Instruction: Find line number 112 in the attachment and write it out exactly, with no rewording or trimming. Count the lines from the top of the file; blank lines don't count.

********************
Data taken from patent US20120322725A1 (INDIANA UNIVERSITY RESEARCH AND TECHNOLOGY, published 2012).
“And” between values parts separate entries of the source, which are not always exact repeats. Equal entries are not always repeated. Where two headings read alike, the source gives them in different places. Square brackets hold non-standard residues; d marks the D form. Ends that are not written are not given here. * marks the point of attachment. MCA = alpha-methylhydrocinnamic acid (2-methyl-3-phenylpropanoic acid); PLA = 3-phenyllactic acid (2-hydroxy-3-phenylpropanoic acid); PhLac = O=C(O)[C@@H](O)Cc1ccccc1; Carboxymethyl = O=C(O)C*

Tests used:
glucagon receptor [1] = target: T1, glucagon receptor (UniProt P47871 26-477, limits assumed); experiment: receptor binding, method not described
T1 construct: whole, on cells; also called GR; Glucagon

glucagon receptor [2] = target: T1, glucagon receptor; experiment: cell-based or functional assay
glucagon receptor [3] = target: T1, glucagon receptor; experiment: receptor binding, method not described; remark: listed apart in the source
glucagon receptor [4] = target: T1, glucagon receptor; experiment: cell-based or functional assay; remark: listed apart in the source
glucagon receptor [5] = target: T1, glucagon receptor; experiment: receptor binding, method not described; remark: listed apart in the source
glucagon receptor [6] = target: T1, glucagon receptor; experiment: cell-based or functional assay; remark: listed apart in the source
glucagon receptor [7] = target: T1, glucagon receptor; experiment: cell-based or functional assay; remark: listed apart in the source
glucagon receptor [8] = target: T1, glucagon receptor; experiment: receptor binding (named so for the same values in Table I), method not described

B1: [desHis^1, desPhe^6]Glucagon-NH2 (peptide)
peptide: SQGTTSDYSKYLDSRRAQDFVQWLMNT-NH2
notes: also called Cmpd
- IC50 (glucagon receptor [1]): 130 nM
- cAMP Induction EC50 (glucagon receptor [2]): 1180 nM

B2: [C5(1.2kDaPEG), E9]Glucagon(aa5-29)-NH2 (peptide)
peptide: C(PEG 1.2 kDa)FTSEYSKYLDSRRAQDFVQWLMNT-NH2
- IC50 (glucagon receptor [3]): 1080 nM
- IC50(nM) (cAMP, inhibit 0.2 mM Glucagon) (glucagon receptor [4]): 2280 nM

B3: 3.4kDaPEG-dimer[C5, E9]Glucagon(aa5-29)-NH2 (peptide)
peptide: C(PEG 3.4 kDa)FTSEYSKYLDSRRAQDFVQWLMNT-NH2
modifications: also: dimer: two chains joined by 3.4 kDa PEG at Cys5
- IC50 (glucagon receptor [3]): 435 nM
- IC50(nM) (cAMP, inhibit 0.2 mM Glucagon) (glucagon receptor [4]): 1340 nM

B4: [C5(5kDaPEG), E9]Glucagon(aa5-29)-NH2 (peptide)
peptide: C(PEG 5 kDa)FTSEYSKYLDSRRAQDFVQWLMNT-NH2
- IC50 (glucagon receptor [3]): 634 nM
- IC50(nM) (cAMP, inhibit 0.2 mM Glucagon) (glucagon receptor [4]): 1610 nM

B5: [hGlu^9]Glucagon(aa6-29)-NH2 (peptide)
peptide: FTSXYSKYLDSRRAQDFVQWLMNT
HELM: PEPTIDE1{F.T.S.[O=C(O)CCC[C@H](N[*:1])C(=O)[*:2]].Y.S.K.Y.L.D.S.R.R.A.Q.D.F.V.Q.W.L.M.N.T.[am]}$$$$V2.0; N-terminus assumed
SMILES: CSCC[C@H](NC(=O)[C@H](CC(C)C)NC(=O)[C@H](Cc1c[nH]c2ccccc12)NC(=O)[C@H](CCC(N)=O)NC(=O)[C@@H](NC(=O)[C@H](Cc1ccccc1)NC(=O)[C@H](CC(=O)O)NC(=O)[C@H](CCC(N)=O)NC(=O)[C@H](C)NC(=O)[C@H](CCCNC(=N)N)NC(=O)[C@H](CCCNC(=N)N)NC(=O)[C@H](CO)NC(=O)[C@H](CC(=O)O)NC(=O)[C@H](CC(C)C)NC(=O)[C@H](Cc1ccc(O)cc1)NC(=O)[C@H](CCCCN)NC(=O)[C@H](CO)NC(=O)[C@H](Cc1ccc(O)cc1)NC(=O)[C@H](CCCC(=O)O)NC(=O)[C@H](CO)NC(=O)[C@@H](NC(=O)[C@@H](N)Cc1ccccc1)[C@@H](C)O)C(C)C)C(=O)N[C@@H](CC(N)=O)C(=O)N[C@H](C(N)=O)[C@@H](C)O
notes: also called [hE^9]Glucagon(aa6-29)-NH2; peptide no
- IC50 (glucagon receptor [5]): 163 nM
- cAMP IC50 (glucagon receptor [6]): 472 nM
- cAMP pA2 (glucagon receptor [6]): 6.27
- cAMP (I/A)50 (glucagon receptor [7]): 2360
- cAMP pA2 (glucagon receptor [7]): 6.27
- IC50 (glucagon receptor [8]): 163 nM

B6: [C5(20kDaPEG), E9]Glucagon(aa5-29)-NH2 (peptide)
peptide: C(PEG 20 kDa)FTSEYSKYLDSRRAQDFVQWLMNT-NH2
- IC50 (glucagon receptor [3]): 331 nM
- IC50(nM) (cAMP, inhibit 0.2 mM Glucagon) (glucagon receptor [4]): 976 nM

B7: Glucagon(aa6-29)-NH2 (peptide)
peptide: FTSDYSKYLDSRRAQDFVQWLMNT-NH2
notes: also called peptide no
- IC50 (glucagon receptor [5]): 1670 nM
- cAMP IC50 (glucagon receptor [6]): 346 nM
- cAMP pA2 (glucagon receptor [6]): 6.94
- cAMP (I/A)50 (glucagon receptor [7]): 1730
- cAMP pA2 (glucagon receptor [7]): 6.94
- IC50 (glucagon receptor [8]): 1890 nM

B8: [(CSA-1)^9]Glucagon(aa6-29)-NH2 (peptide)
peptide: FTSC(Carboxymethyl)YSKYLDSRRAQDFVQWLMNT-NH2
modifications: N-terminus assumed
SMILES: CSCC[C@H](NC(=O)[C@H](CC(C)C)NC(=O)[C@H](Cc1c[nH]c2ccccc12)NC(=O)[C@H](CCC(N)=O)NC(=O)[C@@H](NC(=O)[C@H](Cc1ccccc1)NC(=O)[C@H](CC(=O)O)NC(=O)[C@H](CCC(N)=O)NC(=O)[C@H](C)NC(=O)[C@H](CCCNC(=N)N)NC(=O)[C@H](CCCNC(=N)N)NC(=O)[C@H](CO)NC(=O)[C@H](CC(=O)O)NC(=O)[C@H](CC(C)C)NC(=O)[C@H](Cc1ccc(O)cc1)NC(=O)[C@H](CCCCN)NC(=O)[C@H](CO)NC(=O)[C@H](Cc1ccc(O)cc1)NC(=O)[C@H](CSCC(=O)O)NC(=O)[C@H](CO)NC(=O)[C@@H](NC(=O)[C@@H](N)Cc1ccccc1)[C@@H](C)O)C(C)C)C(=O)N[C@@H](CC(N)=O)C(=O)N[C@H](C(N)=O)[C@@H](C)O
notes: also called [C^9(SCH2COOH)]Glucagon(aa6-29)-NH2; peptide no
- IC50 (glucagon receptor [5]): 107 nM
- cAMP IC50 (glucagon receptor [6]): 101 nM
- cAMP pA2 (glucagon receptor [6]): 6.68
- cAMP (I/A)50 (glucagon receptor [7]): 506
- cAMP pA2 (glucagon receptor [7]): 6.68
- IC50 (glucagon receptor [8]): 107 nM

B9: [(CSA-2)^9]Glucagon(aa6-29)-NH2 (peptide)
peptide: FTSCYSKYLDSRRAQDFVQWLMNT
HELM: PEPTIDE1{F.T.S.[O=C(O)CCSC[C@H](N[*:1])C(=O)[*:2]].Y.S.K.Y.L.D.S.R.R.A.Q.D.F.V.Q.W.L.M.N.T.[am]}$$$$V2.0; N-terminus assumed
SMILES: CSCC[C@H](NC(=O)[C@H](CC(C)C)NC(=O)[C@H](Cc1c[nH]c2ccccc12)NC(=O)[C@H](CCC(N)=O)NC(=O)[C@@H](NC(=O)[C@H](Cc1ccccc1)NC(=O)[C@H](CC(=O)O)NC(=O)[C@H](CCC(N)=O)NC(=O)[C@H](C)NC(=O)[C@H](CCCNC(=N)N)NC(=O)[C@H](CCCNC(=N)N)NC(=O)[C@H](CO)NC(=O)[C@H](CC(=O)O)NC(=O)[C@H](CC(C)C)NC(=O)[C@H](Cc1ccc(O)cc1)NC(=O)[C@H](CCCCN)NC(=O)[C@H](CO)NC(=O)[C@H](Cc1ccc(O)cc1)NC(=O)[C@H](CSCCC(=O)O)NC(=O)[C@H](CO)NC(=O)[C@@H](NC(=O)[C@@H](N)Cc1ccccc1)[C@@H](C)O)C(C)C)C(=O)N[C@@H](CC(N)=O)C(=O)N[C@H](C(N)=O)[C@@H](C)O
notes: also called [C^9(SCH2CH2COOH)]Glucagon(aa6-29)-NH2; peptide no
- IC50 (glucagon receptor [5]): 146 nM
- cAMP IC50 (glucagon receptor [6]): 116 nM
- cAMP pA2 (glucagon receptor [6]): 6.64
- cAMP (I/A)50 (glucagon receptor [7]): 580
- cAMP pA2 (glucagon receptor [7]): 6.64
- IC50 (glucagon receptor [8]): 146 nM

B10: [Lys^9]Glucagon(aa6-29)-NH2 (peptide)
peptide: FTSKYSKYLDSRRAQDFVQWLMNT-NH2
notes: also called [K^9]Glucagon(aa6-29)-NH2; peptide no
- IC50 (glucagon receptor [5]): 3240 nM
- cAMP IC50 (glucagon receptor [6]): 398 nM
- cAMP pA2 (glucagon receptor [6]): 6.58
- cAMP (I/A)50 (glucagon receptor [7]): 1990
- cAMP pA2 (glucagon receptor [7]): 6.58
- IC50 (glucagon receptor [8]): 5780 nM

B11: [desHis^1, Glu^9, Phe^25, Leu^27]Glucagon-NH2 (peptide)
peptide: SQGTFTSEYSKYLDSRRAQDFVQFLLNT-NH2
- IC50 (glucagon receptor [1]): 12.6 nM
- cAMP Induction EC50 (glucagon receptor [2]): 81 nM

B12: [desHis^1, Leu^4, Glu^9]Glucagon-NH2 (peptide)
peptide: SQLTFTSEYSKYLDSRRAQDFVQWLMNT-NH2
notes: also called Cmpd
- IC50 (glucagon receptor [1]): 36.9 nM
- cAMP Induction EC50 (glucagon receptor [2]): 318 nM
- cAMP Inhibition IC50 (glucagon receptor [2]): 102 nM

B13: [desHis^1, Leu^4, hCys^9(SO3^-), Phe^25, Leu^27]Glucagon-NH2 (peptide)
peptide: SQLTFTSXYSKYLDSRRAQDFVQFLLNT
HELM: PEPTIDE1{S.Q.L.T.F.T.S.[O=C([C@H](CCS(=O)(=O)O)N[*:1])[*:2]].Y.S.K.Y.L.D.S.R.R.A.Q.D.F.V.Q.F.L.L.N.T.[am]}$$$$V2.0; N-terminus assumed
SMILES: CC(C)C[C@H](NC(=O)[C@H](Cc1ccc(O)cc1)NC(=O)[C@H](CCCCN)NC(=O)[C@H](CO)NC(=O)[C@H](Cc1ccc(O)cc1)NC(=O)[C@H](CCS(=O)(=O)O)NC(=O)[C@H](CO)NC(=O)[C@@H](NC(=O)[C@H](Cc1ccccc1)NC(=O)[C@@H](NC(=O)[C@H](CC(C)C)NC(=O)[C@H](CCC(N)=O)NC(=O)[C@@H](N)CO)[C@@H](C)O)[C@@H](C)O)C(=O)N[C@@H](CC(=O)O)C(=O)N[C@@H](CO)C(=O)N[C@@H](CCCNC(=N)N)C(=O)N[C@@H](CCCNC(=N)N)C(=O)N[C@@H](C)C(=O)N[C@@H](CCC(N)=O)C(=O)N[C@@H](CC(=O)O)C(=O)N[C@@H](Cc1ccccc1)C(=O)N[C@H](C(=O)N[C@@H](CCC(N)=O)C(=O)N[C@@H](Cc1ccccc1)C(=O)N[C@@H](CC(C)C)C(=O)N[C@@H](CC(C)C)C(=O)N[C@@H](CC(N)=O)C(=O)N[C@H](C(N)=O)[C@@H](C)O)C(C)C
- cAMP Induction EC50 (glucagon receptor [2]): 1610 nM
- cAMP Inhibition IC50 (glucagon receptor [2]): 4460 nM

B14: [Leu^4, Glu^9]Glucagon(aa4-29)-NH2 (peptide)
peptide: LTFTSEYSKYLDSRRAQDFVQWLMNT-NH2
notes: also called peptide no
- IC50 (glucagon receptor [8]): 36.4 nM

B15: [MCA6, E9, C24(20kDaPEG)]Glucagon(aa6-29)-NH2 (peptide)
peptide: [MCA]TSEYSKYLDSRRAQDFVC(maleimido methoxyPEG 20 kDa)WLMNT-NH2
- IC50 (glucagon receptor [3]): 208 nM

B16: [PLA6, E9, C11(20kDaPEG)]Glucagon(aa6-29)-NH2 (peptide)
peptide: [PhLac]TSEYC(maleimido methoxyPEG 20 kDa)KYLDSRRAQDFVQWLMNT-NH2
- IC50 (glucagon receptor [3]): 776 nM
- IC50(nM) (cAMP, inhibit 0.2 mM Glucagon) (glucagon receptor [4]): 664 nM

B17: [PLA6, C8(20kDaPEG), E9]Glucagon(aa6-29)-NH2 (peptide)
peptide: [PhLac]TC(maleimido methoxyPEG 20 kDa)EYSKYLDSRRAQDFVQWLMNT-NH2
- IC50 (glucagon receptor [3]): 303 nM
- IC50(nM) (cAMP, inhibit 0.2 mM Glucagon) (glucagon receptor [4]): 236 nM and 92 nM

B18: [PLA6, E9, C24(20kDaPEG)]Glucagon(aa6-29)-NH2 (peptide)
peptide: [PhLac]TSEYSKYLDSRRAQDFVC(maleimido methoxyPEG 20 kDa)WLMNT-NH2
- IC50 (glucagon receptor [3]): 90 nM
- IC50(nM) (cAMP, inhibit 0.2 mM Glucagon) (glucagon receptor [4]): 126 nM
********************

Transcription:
- IC50(nM) (cAMP, inhibit 0.2 mM Glucagon) (glucagon receptor [4]): 664 nM